I really wish that we could have a penumbra of no stupid laws.

on insanely stupid, homophobic, racist, white Republican legislators

Bloggers & media have been all over the latest in a long, long series (at least as long as i have been reading the news, which is 20+ years now*) of sexcapades by Republicans and religious right leaders: Florida state legislator Bob Allen (R), who solicited an undercover cop for a blowjob in Titusville, FL, and is consequently being charged with soliciting prostitution. The cop was black, and Allen said that there were black men loitering about the park so he offered the blowjob + cash to avoid becoming “a statistic.”

Where to begin.

1 – It’s a relief that it’s charged with soliciting prostitution; not too many years ago he could have been charged with violating Florida’s sodomy law. (Not that I’m happy he was charged, at all. Once it was clear it was a gay thang, the officer seems to have been only too happy to bust the guy for solicitation. Bob Allen is pathetic, but is this what we need to spend public funds doing? The cop was plain clothes investigating a burglary. I’d rather have had him finish that job than bust Allen for a BJ.)

2 – Some people seem surprised that when Republicans ostensibly straight men solicit sex from other men they often (usually?) offer to give rather than to receive. It’s pretty obvious: See, receiving they can get at home, with their eyes closed. Giving, for Republicans ostensibly straight men, is best done in parks, bathrooms, park bathrooms, etc.

3 – It’s a shame that there is still so much homophobia that Republicans gay men resort to paying strangers when there are lots and lots of men having gay sex for free. In Florida. Even (or especially) in Cape Canaveral.

4 – What’s worse: That racism is apparently so acceptable for this “straight” white Republican man that he thinks it’s an excuse (albeit a really, really implausible one) for being gay, or that he thinks being gay is worse than racism? What a sad and tangled mess that man’s mind is. (John Scalzi has the best comment:

The only real bit of news out of all of this is that Allen would rather be seen as a terrified racist than as someone willing to solicit strangers in a public restroom to get some man-on-man action. Well, here’s the thing, Mr. Allen: Clearly, you can be both.

5 – Gotta love the last line of the Orlando Sentinel story:

When Allen was being placed in a marked patrol car, he asked whether “it would help” if he was a state legislator, according to a police report. The officer replied, “No.”

6 – Allen’s political positions: Cosponsor of an anti-public lewdness bill that would have prohibited park sex. CFNews 13. He got a 92% rating from the Christian Coalition prior to his 2006 election.OS 7/12 He supported amending Florida’s constitution to ban same-sex marriage, and opposed a bill to curb harassment of gay students.365gay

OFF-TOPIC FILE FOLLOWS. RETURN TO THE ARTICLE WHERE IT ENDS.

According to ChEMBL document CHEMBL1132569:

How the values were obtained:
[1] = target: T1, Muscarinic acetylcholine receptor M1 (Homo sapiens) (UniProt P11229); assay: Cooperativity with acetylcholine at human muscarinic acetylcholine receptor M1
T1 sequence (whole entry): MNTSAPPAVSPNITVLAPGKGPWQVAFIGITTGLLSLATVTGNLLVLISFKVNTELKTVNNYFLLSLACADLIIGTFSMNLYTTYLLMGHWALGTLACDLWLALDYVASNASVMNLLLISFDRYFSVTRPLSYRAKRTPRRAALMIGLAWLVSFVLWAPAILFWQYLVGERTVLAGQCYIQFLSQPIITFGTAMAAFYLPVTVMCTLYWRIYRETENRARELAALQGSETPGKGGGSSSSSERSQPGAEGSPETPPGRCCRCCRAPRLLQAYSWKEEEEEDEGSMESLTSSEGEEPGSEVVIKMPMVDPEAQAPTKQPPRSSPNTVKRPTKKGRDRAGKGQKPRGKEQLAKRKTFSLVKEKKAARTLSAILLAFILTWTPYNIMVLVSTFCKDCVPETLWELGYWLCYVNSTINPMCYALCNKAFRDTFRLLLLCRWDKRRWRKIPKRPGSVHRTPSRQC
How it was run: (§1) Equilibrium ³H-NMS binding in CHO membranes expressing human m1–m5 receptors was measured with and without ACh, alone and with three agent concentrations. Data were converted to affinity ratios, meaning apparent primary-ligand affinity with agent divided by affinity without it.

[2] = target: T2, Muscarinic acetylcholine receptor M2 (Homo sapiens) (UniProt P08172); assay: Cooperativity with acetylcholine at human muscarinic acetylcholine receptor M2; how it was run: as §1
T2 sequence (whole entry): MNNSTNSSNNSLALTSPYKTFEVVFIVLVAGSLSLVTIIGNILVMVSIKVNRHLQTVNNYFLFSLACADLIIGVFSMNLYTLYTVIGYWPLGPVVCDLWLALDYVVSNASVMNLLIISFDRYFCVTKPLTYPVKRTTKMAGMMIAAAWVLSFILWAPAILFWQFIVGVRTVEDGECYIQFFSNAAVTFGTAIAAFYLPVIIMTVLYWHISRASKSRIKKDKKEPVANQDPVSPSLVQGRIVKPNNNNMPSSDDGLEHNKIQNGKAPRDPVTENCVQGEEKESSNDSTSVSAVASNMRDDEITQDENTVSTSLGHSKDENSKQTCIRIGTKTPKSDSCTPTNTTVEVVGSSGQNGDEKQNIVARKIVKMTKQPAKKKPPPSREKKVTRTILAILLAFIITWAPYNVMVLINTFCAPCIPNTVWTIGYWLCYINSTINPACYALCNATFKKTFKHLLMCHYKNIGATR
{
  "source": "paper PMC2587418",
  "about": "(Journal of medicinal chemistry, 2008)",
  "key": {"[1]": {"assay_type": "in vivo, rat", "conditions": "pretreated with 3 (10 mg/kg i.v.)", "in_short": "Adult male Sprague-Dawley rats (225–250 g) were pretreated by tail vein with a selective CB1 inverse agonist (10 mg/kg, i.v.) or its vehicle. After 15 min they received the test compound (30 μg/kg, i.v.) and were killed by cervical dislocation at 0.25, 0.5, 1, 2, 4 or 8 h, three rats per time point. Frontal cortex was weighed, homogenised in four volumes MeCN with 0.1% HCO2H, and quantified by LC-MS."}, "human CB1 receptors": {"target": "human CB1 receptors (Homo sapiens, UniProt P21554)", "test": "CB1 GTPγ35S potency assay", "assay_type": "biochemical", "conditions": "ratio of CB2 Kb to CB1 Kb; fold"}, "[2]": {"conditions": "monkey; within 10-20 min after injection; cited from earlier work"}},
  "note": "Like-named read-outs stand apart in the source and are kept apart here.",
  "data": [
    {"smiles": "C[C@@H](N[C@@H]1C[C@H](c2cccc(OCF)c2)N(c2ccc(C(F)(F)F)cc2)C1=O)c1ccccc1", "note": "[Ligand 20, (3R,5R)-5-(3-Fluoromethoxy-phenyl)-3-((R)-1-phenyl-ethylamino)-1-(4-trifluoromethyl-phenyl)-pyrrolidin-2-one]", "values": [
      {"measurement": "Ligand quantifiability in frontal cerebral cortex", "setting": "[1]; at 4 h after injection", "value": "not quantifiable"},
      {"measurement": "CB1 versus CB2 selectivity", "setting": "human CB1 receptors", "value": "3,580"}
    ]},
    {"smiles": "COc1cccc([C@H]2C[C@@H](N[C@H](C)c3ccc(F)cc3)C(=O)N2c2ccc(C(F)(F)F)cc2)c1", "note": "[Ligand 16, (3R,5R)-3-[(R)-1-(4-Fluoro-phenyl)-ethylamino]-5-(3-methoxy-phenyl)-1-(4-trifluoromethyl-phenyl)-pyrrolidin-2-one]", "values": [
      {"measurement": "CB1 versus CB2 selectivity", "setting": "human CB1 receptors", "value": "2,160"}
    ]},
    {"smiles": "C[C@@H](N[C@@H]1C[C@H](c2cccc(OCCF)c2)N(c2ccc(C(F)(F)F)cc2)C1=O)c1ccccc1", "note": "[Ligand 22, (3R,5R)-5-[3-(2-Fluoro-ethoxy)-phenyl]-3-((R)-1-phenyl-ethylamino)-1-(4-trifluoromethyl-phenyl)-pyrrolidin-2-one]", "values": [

* There must be a blog somewhere dedicated to charting the sexcapades of moralizers. If there’s not, I would love to start it, but it would be apparently a full-time job, so some independently wealthy person needs to start it. Or pay me to start it. Seriously.

florida protected from stoner librarians

Or at least those who stuck around for the drug tests. After Gainesville, Florida, implemented drug testing for its library volunteers, the number of volunteers, most of whom were senior citizens, dropped from 55 to 2.

Bill Maher gave this story the fisking it deserves, and radref at Radical Reference pointed me to it to begin with. Then I realized that, no, I had seen it before on sivacracy, but that portion of the tape got wiped.

I really had thought, somehow, that this country had turned the corner on ever-increasing numbers of ridiculous, pointless, and oppressive drug tests, but perhaps not.

how the personal became political

How I Became a Freedom Fighter — A story in two parts:

Part 1: As a teenager in the 80s, I knew libraries were pretty cool. I used them to pursue various odd interests too embarrassing to blog (e.g., the various sequels to The Scarlet Pimpernel). When things were unspeakably tough for me at home, libraries were a refuge. When my friend’s parents burned her science fiction and fantasy out of fears of ‘satanism’, and forbade her to read anything not assigned by church or school, libraries were more than a refuge: they saved her sanity. When I read in history and newspapers alike about librarians or the American Library Association standing up against would-be book-burners or book-banners, librarians seemed actually heroic as well as sane: Defenders of Freedom! Purveyors of Knowledge! Keepers of the Light! And so on.

Gentle Reader, I became a Librarian, and eventually an Internet Evangelist. Libraries and librarians are an obvious and unqualified good: they provide access to information. They let people make their own choices. I started using email and bulletin boards as a student in the late 80s, and was thrilled by these new communication technologies. As a librarian in the 90s it was obvious that what we now call the Internet was a tremendous multiplier: people would ultimately be able to access anything, but more than that, they would be able to publish anything. Democracy! Printing Presses! Gutenberg! Revolution! The Ultimate Fulfillment of Human Potential! And so on.

Part 2: In the late 90s, I was a tech educator & librarian, in San Francisco. I ran an educational center at the Exploratorium, one of the coolest museums ever, dedicated to letting people learn how to learn. I was all about experiential learning. Plus I got to play with a lot of cool media technology.

Unfortunately, it seemed that despite the best efforts of librarians, Human Potential hadn’t been quite fulfilled yet. The censorware wars were raging as states and universities and localities tried to ‘protect’ their citizens and employees from information. Congress passed the Telecommunications Reform Act in 1996, simultaneously banning ‘indecent’ communications and lowering media ownership limits — the sole nod toward Human Potential in that benighted legislation was the establishment of the E-Rate program to pass some money to libraries and schools for Internet access. Two years later Congress passed the Mickey Mouse Protection Act (aka the Sonny Bono Copyright Term Extension Act) and the wretched Digital Millennium Copyright Act.